Google will pay $1bn to news publishers around the world over the next three years and let them make more editorial decisions about how their content appears on its products.
But a collective of European publishers said the move made it clear Google is “feeling the pressure of legislation and government action designed to bring them to the negotiating table”.
- November 26, 2021
- November 26, 2021
- November 18, 2021
The Google News Showcase will create story panels that participating publishers can package however they want with features like timelines, bullet points and related articles and, later on, video, audio and daily briefings.
It builds on the news licensing programme announced earlier this year, for which Google said it would pay for free access for users to read articles from paywalled publications to help them grow their audiences.
The tech giant said it has almost 200 national and regional publishers already on board for the product, which launched in Germany and Brazil today with German news magazine Der Spiegel and weekly newspaper Die Zeit the most prominent titles announced so far.
The initial partnerships are also being made in the UK, Australia, Argentina and Canada, where it will roll out in the next few months, although the publishers involved have not yet been revealed.
The next countries after that are expected to be India, Belgium and the Netherlands with plans to eventually take it global, meaning countries like the US will have to wait and see how it goes elsewhere first.
The story panels will appear initially within Google News on Android, then Apple and later on Google Discover and Search.
Google chief executive Sundar Pichai (pictured) said the News Showcase was “distinct from our other news products because it leans on the editorial choices individual publishers make about which stories to show readers and how to present them”.
He added that it would “give readers more context and perspective on important stories in the news and drive high-value traffic to a publisher’s site” and that it was aimed at helping the overall sustainability of news publishers around the world.
“Alongside other companies, governments and civic societies, we want to play our part by helping journalism in the 21st century not just survive, but thrive,” he said.
Press Gazette understands that although the $1bn is earmarked for the next three years, the plan is to invest more and continue the project long-term.
In January, Google owner Alphabet became the third US tech company to be worth $1tn. The company brought in $38.3bn in revenue in the second quarter of 2020 alone.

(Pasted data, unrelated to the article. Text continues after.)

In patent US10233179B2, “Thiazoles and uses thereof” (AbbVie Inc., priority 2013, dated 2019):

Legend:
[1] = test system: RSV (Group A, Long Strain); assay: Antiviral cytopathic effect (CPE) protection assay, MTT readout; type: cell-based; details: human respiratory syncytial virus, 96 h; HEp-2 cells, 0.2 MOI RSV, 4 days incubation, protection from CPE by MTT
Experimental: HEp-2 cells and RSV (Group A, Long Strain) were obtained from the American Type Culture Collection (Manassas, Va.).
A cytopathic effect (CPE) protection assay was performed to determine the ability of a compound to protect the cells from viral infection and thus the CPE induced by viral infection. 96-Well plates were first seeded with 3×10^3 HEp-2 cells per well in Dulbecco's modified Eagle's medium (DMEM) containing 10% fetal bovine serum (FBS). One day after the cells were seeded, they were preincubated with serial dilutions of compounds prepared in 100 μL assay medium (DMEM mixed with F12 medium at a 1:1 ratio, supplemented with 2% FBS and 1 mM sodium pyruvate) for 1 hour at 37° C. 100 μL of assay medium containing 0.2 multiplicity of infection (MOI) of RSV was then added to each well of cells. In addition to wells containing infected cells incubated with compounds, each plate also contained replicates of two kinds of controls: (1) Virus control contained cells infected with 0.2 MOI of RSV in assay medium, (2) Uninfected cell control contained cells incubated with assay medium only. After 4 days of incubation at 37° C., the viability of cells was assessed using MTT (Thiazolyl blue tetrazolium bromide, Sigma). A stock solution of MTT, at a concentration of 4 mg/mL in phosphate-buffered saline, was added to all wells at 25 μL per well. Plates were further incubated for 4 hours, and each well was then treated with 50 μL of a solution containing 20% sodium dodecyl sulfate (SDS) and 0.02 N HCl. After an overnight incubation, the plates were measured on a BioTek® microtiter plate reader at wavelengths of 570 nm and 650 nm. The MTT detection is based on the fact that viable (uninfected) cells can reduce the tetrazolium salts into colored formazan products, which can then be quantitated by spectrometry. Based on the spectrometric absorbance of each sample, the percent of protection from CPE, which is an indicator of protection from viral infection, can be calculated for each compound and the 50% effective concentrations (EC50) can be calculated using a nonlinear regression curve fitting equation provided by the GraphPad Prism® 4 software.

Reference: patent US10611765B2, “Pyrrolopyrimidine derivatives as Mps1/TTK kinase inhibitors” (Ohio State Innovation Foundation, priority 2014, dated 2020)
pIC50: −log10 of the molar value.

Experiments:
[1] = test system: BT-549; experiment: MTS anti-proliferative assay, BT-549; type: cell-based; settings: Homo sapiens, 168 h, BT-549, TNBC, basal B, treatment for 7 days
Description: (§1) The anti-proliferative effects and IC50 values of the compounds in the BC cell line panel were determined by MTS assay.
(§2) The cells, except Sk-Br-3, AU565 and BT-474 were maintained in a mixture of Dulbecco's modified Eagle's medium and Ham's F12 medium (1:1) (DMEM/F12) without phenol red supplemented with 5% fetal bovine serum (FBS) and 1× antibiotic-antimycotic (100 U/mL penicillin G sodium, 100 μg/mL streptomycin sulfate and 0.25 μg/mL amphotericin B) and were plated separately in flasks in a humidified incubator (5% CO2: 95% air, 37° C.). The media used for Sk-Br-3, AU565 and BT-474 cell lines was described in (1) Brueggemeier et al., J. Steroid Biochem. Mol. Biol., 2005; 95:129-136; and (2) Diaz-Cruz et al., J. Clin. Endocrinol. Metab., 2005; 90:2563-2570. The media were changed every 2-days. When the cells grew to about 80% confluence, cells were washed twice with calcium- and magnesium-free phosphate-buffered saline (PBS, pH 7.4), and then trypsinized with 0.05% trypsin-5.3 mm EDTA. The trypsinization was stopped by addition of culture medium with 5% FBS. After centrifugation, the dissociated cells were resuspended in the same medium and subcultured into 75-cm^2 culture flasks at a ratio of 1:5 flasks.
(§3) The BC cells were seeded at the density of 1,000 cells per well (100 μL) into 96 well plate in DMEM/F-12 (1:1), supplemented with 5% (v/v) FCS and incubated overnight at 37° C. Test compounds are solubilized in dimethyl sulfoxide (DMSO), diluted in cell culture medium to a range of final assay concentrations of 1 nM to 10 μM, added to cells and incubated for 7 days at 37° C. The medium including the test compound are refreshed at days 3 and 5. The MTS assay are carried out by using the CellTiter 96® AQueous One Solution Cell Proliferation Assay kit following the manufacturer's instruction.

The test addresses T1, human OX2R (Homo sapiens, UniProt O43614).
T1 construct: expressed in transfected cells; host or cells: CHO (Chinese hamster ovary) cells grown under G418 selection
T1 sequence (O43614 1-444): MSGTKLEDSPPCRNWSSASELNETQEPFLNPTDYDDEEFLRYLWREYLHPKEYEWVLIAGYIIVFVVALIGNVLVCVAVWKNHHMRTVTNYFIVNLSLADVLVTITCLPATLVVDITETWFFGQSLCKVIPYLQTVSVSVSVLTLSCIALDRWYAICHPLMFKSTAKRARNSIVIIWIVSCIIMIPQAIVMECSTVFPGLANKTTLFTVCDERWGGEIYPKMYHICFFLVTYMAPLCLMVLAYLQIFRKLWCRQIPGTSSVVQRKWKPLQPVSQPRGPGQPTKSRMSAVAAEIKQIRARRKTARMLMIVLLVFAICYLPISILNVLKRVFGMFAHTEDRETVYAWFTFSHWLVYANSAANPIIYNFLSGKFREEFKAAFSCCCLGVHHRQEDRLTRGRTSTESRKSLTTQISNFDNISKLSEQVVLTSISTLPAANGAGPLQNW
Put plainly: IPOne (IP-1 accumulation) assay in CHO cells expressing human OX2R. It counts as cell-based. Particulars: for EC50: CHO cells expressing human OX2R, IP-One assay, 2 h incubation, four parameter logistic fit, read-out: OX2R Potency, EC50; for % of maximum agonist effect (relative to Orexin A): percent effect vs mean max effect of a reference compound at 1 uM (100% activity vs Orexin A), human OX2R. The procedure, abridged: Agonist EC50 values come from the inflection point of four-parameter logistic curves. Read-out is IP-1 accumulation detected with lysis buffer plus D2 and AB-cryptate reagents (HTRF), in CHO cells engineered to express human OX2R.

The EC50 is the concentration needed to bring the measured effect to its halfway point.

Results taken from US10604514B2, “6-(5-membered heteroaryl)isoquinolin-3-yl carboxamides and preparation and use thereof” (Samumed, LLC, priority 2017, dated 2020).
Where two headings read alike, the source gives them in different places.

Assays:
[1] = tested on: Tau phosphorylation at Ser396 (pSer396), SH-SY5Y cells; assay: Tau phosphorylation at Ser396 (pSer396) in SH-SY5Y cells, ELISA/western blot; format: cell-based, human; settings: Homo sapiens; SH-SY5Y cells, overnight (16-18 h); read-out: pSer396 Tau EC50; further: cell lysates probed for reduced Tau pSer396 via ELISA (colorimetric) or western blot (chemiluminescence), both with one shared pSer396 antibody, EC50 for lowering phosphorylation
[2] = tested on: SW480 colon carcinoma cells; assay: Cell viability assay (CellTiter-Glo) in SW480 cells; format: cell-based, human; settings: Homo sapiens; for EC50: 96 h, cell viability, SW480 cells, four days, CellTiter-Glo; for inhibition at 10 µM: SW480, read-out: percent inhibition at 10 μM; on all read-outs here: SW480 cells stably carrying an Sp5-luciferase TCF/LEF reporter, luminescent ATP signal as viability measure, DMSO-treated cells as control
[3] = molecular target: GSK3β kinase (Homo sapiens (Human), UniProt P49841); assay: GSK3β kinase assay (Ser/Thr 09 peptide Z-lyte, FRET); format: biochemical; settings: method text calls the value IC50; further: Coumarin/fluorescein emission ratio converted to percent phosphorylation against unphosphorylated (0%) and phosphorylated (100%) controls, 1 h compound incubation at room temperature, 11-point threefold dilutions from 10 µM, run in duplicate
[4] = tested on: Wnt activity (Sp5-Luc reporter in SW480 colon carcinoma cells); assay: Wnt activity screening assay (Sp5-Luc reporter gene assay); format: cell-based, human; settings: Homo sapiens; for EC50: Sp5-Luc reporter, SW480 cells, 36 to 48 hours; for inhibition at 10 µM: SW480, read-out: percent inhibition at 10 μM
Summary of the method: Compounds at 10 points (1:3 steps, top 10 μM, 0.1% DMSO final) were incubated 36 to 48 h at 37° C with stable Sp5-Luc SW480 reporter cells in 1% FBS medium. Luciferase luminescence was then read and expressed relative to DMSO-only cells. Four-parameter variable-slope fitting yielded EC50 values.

News Corp chief executive Robert Thomson said in response: “We applaud Google’s recognition of a premium for premium journalism and the understanding that the editorial eco-system has been dysfunctional, verging on dystopian.
“There are complex negotiations ahead but the principle and the precedent are now established.”
Der Spiegel’s head of product development Stefan Ottlitz told the FT the News Showcase showed Google was “serious about supporting quality journalism in Germany”.
However the European Publishers Council said many of its members are “quite cynical” about Google’s strategy.
Its executive director Angela Mills Wade said: “By launching their own product, [Google] can dictate terms and conditions, undermine legislation designed to create conditions for a fair negotiation, while claiming they are helping to fund news production.”
She added: “It is not yet clear how ‘News Showcase’ will work for all publishers and there are questions how it can work in tandem with publishers’ strategies to implement the EU press publisher’s right.
“It is important that publishers have the freedom to enforce their rights directly, or participate in collective agreements negotiated under European Union law.”
The publishers’ right was passed into EU law and is currently being negotiated by member states; Google is currently battling measures brought in France in the courts.
According to the EPC, the French Competition Authority ordered Google to conduct negotiations in good faith with publishers over remuneration for their content. But the tech giant argued the regulator failed to show its refusal to pay posed a serious and immediate threat to the press sector, which it said was struggling for many reasons.
A Press Gazette poll earlier this week showed support from 71% of our readers for Government intervention to force Google and Facebook to pay for news.